How Do I Create and Format MLA In-text Citations?

The MLA format is generally simpler than other referencing styles as it was developed to emphasize brevity and clarity. The style uses a straightforward two-part documentation system for citing sources: parenthetical citations in the author-page format that are keyed to an alphabetically ordered MLA works cited page. This means that the author’s last name and the page number(s) from which the quotation or paraphrase is taken must appear in the text as a parenthetical citation, and a complete corresponding reference should appear in your works cited list.

Keep your MLA in-text citations brief, clear and accurate by only including the information needed to identify the sources. Furthermore, each parenthetical citation should be placed close to the idea or quote being cited, where a natural pause occurs – which is usually at the end of the sentence. Essentially you should be aiming to position your parenthetical citations where they minimize interruption to the reading flow, which is particularly important in an extensive piece of written work.

Check out the examples below…

MLA Format Examples

In-text citation MLA examples:

  • Page specified, author mentioned in text:

If the author’s name already appears in the sentence itself then it does not need to appear in the parentheses. Only the page number appears in the citation.

Here is an MLA format example for a source with one author :

Sontag has theorized that collecting photographs is a way “to collect the world” (3).

Here is an MLA format example for a source with two authors :

According to MacDougall and Sanders-Parks, “employers seldom expect you to know every aspect of a new job” (31).

  • Page specified, author not mentioned in text:

Include the author’s last name and the page number(s) from which the quotation or paraphrase is taken in a parenthetical citation after the quote. This way of citing foregrounds the information being cited.

Example for source with one author :

“To collect photographs is to collect the world” (Sontag 3).

Example for a source with two authors :

“But employers seldom expect you to know every aspect of a new job” (MacDougall and Sanders-Parks 31).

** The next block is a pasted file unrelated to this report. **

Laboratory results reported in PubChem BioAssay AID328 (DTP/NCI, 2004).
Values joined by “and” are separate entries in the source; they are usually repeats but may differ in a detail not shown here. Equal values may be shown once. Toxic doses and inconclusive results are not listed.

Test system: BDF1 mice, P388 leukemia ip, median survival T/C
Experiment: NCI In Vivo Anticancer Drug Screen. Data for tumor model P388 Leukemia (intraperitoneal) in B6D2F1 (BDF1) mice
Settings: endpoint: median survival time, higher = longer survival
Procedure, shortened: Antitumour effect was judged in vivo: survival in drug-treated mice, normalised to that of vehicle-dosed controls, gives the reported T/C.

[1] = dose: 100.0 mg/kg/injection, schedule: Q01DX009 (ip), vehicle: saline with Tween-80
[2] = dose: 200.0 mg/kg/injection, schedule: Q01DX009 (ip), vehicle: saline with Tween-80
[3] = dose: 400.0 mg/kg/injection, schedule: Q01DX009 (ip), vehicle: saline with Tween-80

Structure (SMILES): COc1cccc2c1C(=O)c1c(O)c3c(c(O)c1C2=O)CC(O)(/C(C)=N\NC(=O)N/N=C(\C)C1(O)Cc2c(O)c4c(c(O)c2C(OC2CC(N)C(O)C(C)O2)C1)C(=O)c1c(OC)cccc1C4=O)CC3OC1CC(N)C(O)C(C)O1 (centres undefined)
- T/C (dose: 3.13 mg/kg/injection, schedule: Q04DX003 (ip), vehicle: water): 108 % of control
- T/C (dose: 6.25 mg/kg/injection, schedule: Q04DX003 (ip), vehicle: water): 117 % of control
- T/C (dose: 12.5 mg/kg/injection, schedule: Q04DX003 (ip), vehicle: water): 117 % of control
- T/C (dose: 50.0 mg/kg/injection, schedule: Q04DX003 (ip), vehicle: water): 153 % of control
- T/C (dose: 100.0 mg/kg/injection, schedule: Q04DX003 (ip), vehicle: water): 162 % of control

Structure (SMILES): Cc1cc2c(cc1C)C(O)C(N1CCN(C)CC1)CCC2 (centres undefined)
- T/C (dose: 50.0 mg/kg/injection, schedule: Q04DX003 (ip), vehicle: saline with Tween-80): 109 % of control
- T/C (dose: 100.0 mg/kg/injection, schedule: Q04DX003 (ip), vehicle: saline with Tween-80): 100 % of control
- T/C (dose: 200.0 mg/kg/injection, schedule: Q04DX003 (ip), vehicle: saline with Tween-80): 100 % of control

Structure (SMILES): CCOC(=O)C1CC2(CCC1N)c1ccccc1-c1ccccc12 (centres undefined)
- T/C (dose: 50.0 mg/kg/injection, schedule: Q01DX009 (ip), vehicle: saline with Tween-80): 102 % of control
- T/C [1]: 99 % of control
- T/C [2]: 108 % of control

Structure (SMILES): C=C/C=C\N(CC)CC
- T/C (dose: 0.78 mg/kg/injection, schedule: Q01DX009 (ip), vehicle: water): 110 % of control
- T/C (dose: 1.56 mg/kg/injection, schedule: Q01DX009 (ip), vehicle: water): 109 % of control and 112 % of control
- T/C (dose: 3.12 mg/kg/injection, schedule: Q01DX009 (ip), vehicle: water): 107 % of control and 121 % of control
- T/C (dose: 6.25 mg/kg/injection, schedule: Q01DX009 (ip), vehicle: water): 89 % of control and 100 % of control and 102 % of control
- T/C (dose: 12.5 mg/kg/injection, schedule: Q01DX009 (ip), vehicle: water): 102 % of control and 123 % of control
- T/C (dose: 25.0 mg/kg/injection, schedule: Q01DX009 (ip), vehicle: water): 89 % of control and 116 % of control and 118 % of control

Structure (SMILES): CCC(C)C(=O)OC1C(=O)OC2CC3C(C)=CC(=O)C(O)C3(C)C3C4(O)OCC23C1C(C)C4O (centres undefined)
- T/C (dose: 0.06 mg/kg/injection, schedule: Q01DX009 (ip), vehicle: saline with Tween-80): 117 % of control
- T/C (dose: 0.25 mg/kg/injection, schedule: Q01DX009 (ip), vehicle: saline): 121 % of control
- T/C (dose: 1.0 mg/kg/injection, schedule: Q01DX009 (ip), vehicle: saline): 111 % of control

When the author is referred to more than once in the same paragraph, you may use a single MLA in-text citation at the end of the paragraph (as long as the work cannot be confused with others cited).

If you are citing two works by the same author, you should put a comma after the author’s surname and add a shortened title to distinguish between them. If there are two authors with the same surname, be sure to include their first initial in your citation to avoid confusion.

  • Website, author known:

Books are not the only sources you will cite; odds are that you will also use many web-based sources. An MLA website citation in the text of your paper looks similar to a book citation, except that it does not include a page number.

“Photography reflects, records and advertises our lives online” (O’Hagan).

  • Website, unknown author:

Many web pages don’t have a clear author listed. In these cases, MLA citation format guidelines say to include the title of the web page. You can shorten the title if it is long.

“The most expensive photograph ever sold was not by a photographer, nor was the photograph taken by the artist” (“Photography Market”).

For any in-text citation, don’t forget to include a corresponding full citation in your bibliography. If you are struggling with how to cite a website in MLA, try the Cite This For Me MLA generator at the top of this page.

Works cited / bibliography example:

Unlike an MLA in-text citation, you must include all of the publication information in your works cited entries.

Franke, Damon. Modernist Heresies: British Literary History, 1883-1924. Ohio State UP, 2008.

O’Hagan, Sean. “What Next for Photography in the Age of Instagram?” The Guardian , 14 Oct. 2018, www.theguardian.com/artanddesign/2018/oct/14/future-photography-in-the-age-of-instagram-essay-sean-o-hagan..

“The Photography Market is About Not Just Names.” The Economist , 13 Jul. 2017, www.economist.com/books-and-arts/2017/07/13/the-photography-market-is-about-not-just-names.

Sontag, Susan. On Photography . Penguin, 2008.

Luckily for you, we know where the commas go, and the Cite This For Me citation generator will put them there for you.

If citing is giving you a headache, use the Cite This For Me free, accurate MLA citation generator to add all of your source material to your works cited page with just a few clicks.

How Do I Format My MLA Works Cited Page?

A works cited page is a comprehensive list of all the sources that directly contributed to your work – each entry links to the brief parenthetical citations in the main body of your work. An in-text citation only contains enough information to enable readers to find the source in the works cited MLA format list, so you’ll need to include the complete publication information for the source in your works cited entries.

Your works cited MLA page should appear at the end of the main body of text on a separate page. Each entry should start at the left margin and be listed alphabetically by the author’s last name (note that if there is no author, you can alphabetize by title). For entries that run for more than one line, indent the subsequent line(s) – this format is called a ‘hanging indentation.’

The title of the page should be neither italicized nor bold – it is simply center-aligned. Like the rest of your MLA format paper the list should be double-spaced, both between and within entries.